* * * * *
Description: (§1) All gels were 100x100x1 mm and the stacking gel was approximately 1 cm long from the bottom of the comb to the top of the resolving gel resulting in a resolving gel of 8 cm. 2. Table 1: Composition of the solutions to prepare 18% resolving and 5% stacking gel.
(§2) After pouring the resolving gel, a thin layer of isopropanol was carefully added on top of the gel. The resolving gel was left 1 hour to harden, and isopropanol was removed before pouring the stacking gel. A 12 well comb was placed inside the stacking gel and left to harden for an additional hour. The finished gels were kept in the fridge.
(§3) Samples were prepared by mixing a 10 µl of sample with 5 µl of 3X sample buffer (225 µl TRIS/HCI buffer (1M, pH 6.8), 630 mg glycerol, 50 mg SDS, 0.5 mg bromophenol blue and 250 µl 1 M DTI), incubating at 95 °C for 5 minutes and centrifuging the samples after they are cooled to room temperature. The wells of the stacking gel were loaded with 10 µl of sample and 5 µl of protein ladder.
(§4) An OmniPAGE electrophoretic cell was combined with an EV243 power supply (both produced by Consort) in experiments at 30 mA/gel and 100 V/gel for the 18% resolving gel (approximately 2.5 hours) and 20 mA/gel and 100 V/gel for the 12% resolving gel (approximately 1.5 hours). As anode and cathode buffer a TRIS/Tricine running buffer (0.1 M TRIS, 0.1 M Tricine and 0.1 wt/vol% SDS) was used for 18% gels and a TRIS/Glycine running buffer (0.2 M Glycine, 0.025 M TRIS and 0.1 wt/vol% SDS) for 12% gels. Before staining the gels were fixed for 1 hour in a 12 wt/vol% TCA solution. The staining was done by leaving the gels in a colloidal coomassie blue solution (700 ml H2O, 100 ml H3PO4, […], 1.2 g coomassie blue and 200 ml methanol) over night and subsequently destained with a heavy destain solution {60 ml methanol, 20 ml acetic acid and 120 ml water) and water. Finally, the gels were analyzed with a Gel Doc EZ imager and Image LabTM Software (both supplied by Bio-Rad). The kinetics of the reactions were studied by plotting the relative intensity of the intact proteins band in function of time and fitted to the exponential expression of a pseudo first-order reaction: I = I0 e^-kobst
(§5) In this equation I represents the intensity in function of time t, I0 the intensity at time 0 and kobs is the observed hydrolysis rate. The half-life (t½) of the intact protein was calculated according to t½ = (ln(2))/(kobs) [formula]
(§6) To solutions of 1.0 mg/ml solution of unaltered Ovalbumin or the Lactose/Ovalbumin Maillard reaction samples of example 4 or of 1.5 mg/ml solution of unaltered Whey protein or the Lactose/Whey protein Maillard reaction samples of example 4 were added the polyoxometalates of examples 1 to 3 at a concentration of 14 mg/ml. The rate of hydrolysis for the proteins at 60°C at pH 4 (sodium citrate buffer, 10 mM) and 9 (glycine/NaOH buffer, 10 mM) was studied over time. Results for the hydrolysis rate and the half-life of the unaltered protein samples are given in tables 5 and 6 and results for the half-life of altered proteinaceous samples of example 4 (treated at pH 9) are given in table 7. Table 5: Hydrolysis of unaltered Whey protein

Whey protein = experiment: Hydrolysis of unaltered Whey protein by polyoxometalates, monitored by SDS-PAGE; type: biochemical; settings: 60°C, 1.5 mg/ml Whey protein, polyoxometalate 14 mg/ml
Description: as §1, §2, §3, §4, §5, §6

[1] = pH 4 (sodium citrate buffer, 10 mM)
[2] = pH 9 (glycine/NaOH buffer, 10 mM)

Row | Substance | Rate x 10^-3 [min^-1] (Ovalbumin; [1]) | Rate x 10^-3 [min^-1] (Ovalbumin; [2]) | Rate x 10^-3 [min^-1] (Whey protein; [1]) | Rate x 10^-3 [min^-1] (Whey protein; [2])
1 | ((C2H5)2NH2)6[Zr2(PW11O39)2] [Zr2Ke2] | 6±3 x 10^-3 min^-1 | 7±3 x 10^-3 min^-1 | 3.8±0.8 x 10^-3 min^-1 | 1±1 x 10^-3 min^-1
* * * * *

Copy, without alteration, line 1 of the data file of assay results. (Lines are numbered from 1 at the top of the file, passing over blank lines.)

Description: (§1) All gels were 100x100x1 mm and the stacking gel was approximately 1 cm long from the bottom of the comb to the top of the resolving gel resulting in a resolving gel of 8 cm. 2. Table 1: Composition of the solutions to prepare 18% resolving and 5% stacking gel.